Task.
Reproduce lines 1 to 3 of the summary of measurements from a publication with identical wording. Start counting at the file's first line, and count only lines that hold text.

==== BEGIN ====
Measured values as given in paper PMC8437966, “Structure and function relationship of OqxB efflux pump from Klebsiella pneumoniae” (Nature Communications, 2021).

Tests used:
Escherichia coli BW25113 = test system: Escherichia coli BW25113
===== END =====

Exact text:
Measured values as given in paper PMC8437966, “Structure and function relationship of OqxB efflux pump from Klebsiella pneumoniae” (Nature Communications, 2021).

Tests used:
Escherichia coli BW25113 = test system: Escherichia coli BW25113